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Data censoring occurs when researchers have only partial information about the value of a variable. For example, one study investigated depression among participants taking psilocybin (magic mushrooms). If participants took extra psilocybin outside of the study context, then the dosage is known to be at least as much as a certain value, but it might have been higher. Left censoring occurs when the left-hand side of a distribution is obscured by censoring; right censoring when the right-hand side is obscured. The R package lava can estimate the correlation that would have been obtained between the uncensored variables when provided with the data from the censored variables. We conducted a Monte Carlo study to evaluate the extent to which lava estimates are biased for data sets of 500 cases with various correlations (-.95, -.50, -.05, .25, .50, and .95) and various degrees of left censoring (10% on both variables, 50% on both, 20% on one and 80% on the other, and 95% on both). When there was low to moderate censoring, lava estimates were unbiased. However, when there was 95% censoring on both variables, lava estimates were biased. When the correlation was -.05 or -.50, bias was large and negative (-.24 or -.35, respectively). For other correlations, bias was typically moderate (e.g., -.02 to .06). If researchers are interested in negative correlations between variables that may be left censored, we recommend they minimize censoring to avoid biased estimates.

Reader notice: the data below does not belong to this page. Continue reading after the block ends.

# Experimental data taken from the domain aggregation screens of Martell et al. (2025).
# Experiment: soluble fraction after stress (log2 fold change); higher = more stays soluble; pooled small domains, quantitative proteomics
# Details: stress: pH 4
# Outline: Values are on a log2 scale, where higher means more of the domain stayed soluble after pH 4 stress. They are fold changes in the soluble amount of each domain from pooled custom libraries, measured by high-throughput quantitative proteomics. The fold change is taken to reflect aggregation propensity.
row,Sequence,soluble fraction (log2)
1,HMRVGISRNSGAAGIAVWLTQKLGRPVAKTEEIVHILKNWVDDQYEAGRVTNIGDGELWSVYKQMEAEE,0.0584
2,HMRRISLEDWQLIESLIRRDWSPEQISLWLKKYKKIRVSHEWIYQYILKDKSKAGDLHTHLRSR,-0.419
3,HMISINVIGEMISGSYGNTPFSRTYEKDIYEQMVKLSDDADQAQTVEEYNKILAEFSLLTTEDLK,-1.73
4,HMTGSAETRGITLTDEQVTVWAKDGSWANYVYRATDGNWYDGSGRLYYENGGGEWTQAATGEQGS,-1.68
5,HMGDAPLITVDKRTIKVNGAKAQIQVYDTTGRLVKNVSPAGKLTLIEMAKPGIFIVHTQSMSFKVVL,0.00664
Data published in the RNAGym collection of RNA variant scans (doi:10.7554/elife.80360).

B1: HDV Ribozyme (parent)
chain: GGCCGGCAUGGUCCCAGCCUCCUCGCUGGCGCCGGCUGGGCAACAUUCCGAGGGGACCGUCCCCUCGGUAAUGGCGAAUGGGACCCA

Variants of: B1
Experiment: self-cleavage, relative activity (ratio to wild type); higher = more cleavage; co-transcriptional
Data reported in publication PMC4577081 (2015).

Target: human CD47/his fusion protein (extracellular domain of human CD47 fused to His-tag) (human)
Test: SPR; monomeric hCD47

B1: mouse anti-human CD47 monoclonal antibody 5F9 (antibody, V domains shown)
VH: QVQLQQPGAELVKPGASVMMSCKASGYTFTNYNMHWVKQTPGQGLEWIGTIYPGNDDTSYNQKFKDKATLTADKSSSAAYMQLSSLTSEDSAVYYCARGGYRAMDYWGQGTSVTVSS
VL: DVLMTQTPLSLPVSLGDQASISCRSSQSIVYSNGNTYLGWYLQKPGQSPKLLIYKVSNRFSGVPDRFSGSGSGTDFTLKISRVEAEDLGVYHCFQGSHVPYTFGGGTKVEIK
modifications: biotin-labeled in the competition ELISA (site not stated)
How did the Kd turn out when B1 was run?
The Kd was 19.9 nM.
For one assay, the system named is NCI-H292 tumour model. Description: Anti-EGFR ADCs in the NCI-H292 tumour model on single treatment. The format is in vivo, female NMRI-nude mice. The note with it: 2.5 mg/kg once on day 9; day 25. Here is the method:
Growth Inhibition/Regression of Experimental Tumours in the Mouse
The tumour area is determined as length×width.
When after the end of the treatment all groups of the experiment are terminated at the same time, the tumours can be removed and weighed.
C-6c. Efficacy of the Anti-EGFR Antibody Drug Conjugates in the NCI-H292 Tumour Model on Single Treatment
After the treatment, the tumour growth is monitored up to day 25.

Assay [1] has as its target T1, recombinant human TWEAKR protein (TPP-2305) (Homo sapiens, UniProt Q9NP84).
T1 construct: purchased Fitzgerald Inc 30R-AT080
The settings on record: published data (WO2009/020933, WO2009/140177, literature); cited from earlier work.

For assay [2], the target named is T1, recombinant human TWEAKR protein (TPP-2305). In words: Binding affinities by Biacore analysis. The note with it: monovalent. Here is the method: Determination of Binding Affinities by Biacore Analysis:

Publication Date

Spring 2021




R package lava; Data censoring; Psilocybin


Medicine and Health Sciences

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802 KB


Faculty Mentor: Kimberly A. Barchard, Ph.D.

Lava is All You Need: R Package Reduces Bias for Correlations among Censored Variable